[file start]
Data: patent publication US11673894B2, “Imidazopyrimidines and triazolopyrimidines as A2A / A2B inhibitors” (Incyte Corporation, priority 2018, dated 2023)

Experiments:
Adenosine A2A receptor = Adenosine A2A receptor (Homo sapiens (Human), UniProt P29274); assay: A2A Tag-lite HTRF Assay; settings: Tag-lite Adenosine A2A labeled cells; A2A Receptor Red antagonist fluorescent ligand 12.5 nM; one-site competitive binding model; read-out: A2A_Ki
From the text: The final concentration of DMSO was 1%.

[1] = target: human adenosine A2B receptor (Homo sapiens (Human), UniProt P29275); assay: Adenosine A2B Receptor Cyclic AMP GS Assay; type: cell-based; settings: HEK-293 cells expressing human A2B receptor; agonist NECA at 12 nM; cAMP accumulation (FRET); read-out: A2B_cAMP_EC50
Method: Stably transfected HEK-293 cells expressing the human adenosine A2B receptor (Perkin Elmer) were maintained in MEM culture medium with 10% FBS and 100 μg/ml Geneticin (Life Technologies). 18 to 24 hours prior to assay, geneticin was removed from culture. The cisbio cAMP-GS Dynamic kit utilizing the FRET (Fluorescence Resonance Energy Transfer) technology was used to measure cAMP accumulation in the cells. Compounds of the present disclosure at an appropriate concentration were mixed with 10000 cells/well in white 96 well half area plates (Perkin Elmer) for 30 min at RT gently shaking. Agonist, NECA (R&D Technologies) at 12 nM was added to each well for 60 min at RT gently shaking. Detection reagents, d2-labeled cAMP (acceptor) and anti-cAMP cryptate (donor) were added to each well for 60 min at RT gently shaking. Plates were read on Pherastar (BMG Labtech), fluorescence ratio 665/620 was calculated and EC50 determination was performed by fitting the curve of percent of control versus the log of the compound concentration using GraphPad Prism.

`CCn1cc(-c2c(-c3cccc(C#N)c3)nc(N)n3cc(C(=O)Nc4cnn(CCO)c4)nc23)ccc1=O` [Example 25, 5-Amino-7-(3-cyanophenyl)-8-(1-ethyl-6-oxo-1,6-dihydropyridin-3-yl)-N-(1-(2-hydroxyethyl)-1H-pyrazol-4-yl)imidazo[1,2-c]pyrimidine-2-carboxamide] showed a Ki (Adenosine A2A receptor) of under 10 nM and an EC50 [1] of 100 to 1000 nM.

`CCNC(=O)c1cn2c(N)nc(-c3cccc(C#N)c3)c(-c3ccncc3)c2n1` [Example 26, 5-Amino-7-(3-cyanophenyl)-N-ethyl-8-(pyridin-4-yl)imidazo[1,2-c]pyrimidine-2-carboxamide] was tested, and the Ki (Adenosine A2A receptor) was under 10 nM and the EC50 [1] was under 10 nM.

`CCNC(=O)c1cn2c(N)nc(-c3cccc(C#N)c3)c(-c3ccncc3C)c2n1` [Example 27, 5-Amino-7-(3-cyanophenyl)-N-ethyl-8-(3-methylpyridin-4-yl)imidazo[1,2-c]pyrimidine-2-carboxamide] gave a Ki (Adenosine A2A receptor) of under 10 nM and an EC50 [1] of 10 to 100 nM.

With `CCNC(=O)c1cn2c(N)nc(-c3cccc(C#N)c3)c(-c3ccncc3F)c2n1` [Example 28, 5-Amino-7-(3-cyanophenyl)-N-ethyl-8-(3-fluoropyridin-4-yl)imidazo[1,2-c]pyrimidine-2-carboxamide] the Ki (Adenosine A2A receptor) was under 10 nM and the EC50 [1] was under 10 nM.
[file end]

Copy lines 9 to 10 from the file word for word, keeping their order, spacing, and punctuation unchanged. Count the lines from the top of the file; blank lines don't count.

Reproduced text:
`CCNC(=O)c1cn2c(N)nc(-c3cccc(C#N)c3)c(-c3ccncc3C)c2n1` [Example 27, 5-Amino-7-(3-cyanophenyl)-N-ethyl-8-(3-methylpyridin-4-yl)imidazo[1,2-c]pyrimidine-2-carboxamide] gave a Ki (Adenosine A2A receptor) of under 10 nM and an EC50 [1] of 10 to 100 nM.

With `CCNC(=O)c1cn2c(N)nc(-c3cccc(C#N)c3)c(-c3ccncc3F)c2n1` [Example 28, 5-Amino-7-(3-cyanophenyl)-N-ethyl-8-(3-fluoropyridin-4-yl)imidazo[1,2-c]pyrimidine-2-carboxamide] the Ki (Adenosine A2A receptor) was under 10 nM and the EC50 [1] was under 10 nM.